This past Monday, April 27, nine members of the South Pacific company took themselves out to a New York Mets game, at the team's new Citi Field. But the guys - conductor Fred Lassen and actors Sean Cullen, George Merrick, Charlie Brady, George Psomas, Bob Lenzi, Genson Blimline, Mike Evariste, and Greg Roderick - didn't just raid the food court and toss back brewskis in their Promenade-section seats. They sang the pre-game National Anthem. (You can see some of the photos here; others are on Evariste's Facebook page)

The catalyst for the excursion was Merrick, who is the indefatigable instigator of many extracurricular South Pacific outings. "My wife has been in Broadway shows where cast members have sung the anthem," Merrick told me. "I didn't see why South Pacific couldn't do the same."

Merrick started placing calls to the Mets offices, and before long - in about the same time as it used to take ex-Met Mike Piazza to round the bases after a dinger - the official word came down: Yes, the Mets would like South Pacificto do the honors.

Now, I'd like to point out here that the great ship which metaphorically constitutes the South Pacific enterprise leans Yankee, not Met. The "Bloody Mary" lyric is not "Her skin is tender as Delgado's glove." I'm willing to concede that in the 1940s, when the show is set, the Mets were not even a gleam in the eye of Casey Stengel, the legendary Yankees manager who was hired out of retirement to helm the Mets' inaugural season, in 1962. But I'm not willing to forget that when the LCT South Pacific had its opening night last year it was not a living Mets icon who showed up to cheer us on. It was a Yankee titan: Yogi Berra.

Lest all this historical context suggest that I am a Yankees fan who considers the cast's National Anthem outing as a form of treason, let me assure you that I have attended almost every home Mets playoff game for the past two decades, and I consider the Yankees an embodiment of imperialism almost as overbearing as Gilbert and Sullivan's Lord Dramaleigh. (Look him up.)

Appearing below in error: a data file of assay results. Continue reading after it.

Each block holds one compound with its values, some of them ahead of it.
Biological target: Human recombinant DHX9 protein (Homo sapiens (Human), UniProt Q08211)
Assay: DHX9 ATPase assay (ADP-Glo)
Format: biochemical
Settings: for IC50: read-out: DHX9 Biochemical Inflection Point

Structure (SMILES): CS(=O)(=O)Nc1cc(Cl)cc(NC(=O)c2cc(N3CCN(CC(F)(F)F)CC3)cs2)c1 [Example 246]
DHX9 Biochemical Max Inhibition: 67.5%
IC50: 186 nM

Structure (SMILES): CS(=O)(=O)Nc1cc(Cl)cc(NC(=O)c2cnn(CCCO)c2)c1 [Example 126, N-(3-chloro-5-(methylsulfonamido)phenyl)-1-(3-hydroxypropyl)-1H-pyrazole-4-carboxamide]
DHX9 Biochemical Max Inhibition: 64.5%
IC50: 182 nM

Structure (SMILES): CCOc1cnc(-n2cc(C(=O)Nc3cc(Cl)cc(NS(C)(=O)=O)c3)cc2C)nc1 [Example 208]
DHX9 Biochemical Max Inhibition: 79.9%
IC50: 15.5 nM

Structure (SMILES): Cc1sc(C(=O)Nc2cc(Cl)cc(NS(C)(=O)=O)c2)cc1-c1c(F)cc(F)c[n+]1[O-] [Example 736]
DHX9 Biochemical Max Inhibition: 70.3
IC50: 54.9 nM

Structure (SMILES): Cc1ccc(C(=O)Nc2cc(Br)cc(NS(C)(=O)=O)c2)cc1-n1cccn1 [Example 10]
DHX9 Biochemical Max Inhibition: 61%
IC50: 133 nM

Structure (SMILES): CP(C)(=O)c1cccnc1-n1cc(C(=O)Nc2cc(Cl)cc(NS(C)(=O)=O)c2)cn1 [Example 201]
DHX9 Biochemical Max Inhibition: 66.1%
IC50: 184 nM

Merrick, too, is a Mets fan, but more ecumenical than I. He said: "I grew up in New York, and I like all New York teams. I don't hate the Yankees at all." (This from an actor who once gave a very -- I'm talking: very! -- fine performance as the American musical theater's avatar of prejudice against Pinstripers: Joe Hardy in Damn Yankees.)

So just how memorable was the National Anthem day at Citi Field? "It was as close to a perfect experience as we could hope for," Merrick enthused. "We had rehearsed the anthem with Fred Lassen the week before, so we knew we had a tight and classy version. We wore our South Pacific softball-team shirts, whose colors are slightly like the Mets'. Before the game, they let us go out on the field. We watched batting practice. The crowd response to our rendition was pretty deafening. And the game itself, against the Marlins, was special. We kicked their butts, 7-1. And we got to witness the first grand slam in the new stadium, by Omir Santos."

It would be nice to report that the whole occasion was topped off with a Kevin Costner-type cliché: one of the fellas snagging a fly ball or something. But no, nothing like that occurred. Nor did it need to, at least not for Merrick: This balmy April night in Queens, New York, when nine representatives fromSouth Pacific collectively fulfilled one of his dreams, also happened to be his birthday. "Singing at the Mets game was better than a cake," Merrick said.

BRENDAN LEMON is the American theater critic for the Financial Timesand the editor of